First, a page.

Five Whys Animation
July 19, 2018
Videos and Webinars
The practice of asking why repeatedly whenever a problem is encountered in order to get beyond the obvious symptoms to discover the root cause. Watch this animation to learn more.    More »
Andon Cues Service Center to Respond to Customer Queue
By: Chet Marchwinski | March 13, 2018
An Ohio Mutual service center has no andon cord to stop a production line but the principal is the same as in a factory -- an abnormality has occurred, take corrective action. More »
A3 Coaching: What Feedback Would You Give?
By: Lean Leaper | May 30, 2017
You be our coach: what feedback/coaching would you offer on our example A3? We'd like to hear from you! More »
How We A3 at Goodyear
By: Tedd Cowling, Norbert Majerus, Rob Schott and Damien Schreurs | October 18, 2016
Just as lean is situational, A3s are situational too - companies like Goodyear have a variety of types of A3s that they use based on the specific challenge that is being faced. Four Goodyear insiders share more. More »
To A3 or Not to A3
By: Norbert Majerus | February 9, 2016
"Not every tool is a hammer, and not every problem is a nail," writes Norbert Majerus of The Goodyear Tire and Rubber Company. "Not every situation warrants the use of an A3.  " Read more to learn Norbert's preferred approach to gauging whether or not an A3 will help in a given situation. More »
Small Chart, Big Impact: How a Simple Spaghetti Chart Led to Huge Wins at Thrustmaster of Texas
By: Lean Leaper | February 4, 2016
Sometimes the simplest lean concepts can make all the difference in ensuring a successful transformation. Marine-propulsion manufacturer Thrustmaster of Texas found this out after creating a spaghetti diagram to reveal possible waste in an assembly plant. Their findings were staggering - read more. More »
The Value of Key Performance Indicators in a Lean Transformation
By: Ernie Richardson and Tracey Richardson | February 3, 2016
We all know to watch out for key performance indicators (KPIs) in the workplace - but are you tracking the RIGHT KPIs? Ernie and Tracey Richardson share their thoughts on the two categories of KPIs, how they can help you, and how to identify them. More »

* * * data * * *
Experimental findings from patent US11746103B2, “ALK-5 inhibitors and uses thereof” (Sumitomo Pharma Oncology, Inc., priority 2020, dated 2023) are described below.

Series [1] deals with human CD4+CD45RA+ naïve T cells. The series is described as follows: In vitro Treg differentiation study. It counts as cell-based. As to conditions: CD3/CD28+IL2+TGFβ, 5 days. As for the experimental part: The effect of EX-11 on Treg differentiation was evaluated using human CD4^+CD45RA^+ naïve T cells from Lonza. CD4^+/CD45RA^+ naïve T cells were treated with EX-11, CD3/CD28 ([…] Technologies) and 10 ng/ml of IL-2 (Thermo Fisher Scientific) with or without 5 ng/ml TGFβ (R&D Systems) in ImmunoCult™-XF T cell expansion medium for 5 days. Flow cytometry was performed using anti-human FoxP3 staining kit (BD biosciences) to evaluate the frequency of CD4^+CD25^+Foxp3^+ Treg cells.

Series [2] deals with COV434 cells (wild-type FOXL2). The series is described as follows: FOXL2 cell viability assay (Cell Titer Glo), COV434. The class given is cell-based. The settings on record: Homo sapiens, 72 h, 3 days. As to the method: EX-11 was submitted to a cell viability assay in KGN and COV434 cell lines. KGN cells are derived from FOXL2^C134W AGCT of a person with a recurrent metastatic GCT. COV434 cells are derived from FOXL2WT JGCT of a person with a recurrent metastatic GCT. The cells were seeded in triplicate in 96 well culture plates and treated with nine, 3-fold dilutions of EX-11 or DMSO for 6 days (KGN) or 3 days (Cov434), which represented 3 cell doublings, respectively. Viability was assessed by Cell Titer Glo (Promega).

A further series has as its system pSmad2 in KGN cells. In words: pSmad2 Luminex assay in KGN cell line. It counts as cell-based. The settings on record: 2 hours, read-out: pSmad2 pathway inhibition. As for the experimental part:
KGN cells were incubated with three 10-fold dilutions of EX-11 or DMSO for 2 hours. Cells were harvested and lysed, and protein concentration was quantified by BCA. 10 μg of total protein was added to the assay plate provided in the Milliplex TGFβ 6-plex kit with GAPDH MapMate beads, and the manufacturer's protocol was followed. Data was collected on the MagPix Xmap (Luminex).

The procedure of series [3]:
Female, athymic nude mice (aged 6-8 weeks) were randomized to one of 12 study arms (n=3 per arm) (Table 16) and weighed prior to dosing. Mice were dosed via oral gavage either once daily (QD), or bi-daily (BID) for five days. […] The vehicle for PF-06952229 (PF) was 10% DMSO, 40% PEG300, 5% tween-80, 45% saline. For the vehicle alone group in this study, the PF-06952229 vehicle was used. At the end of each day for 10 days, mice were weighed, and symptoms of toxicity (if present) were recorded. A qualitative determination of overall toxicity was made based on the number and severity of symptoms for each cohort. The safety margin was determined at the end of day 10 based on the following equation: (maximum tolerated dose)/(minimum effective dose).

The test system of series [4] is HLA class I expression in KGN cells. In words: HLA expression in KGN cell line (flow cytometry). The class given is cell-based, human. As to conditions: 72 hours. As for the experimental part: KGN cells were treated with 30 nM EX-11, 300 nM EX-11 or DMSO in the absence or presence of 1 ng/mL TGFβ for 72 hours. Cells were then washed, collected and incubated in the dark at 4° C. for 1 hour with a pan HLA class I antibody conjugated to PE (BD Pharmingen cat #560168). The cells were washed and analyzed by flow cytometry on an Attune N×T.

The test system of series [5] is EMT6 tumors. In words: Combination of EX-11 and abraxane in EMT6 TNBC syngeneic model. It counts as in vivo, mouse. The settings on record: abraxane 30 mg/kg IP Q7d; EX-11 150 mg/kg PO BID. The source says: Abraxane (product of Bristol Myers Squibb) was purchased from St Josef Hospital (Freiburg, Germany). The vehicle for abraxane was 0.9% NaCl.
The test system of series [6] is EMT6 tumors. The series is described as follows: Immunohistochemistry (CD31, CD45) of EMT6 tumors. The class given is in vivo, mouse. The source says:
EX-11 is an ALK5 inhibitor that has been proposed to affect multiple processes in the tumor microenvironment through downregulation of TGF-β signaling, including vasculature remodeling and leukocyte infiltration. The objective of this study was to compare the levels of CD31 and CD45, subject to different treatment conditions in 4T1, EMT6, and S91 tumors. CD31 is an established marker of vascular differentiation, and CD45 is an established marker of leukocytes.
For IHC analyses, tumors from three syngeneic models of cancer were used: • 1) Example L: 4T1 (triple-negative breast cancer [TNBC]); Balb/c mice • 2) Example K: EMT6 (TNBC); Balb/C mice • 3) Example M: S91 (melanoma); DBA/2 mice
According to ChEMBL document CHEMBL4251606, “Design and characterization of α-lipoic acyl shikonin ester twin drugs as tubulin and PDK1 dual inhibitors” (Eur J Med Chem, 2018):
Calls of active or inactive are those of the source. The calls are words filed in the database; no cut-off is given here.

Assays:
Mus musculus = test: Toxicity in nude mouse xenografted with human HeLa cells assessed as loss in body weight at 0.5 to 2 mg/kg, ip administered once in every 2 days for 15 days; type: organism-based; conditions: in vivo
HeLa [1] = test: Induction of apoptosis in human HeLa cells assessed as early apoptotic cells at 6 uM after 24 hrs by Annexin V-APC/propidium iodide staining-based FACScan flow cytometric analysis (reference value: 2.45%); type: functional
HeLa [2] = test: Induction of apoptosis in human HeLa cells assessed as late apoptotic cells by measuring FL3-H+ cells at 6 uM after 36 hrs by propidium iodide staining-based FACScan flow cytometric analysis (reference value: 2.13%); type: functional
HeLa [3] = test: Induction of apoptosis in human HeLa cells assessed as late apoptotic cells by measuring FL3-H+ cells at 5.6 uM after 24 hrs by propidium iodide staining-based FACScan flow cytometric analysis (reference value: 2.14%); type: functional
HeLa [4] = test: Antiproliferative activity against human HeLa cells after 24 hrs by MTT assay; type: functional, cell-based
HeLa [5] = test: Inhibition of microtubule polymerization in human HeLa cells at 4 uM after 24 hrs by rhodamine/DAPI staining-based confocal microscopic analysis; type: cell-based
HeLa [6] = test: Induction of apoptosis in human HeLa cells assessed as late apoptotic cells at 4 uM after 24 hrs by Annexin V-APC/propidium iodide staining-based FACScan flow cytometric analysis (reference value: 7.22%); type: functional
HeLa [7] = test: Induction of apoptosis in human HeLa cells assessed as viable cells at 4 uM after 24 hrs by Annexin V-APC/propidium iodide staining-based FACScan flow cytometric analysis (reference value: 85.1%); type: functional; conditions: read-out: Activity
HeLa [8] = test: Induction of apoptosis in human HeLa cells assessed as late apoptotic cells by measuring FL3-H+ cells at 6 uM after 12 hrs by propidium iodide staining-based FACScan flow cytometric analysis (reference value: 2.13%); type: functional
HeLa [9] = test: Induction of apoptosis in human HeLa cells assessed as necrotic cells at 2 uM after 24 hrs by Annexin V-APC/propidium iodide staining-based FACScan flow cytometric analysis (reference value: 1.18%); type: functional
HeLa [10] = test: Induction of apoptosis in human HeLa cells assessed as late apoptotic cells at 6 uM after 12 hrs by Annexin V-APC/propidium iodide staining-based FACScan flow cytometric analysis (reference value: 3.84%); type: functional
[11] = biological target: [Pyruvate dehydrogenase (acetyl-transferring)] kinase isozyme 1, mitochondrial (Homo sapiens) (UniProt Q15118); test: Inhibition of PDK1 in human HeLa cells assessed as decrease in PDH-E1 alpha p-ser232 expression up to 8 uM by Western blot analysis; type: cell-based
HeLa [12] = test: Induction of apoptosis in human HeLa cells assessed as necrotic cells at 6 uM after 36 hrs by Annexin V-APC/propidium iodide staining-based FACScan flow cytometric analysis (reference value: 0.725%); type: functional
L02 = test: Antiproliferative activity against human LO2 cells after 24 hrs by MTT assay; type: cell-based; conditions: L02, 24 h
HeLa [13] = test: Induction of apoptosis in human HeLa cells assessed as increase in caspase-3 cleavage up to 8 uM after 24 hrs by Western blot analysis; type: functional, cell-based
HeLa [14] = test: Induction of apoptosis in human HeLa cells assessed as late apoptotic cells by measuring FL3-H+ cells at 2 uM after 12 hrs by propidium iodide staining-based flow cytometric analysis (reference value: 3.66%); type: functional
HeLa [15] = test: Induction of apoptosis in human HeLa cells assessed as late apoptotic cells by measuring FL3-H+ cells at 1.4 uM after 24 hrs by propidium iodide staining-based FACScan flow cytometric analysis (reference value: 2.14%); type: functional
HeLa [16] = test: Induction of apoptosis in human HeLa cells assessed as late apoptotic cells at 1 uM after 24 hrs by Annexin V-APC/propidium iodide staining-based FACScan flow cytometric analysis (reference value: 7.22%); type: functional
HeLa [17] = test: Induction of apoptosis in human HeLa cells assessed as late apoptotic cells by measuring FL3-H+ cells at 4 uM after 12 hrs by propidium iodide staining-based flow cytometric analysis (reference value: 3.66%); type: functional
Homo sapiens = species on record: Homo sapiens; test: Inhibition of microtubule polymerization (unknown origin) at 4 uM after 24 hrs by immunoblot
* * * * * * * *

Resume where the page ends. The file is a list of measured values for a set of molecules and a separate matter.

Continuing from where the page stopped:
People Don't Fail, Processes Do
By: Terry Smith | September 29, 2015
Terry Smith, a lean web developer, shares two examples of real-life companies who used the "5 Whys" to drill down to the root of a thorny problem. More »
How a Problem-Solving Culture Takes Root
By: Jim Luckman and David Verble | March 4, 2014
Changing one's own leadership behaviors is no easy task, but it can be done. Leaders can shift away from giving top-down commands and solutions to a more engaging and collaborative way of addressing problems that both gets results and develops people. More »
Learn from the Error, Every Time
By: Joshua Rapoza | February 4, 2014
It's an awful feeling when you think everything is going just fine and then discover you've made an error. But errors are inevitable. It's what you do next that counts. More »
How Can Lean Take Root in a Crappy Culture?
By: Ballé, Michael | August 31, 2011
Columns; eLetters
Dear Gemba Coach: I've done a lot of working with lean, and recently started my first coaching/consulting gig. And while I'd love to help by introducing people to flow, takt time, pull, and all the nifty lean tools and ideas, the most striking thing I've learned is how much hostility and mistrust exists among people. How can I help lean take root when the biggest problem turns out to be a crappy culture? More »
How Much Control Do I Need (and Need to Give Up) to Lead?
By: Ballé, Michael | August 26, 2009
Columns; eLetters
Dear Gemba Coach: I am interested in setting up a team for implementing lean. So far I have been trying to make changes on my own, but find that without support from others I have little time to implement new practices or conduct root-cause problem-solving. Doing so keeps me from running the daily operations of the fabrication and large machining departments. To be an effective lean leader, do I need to let go of the control of the daily operations and concentrate on being the lean manager? More »
Is Your Technical Person a Technical Problem or a People Problem ...?
By: Shook, John | May 28, 2009
Columns; eLetters
John Shook discusses the need for both technical and social skills More »
Leadership Q&A: Dr. Jack Billi, associate dean and associate vice president for medical affairs
By: Marchwinski, Chet; | January 12, 2009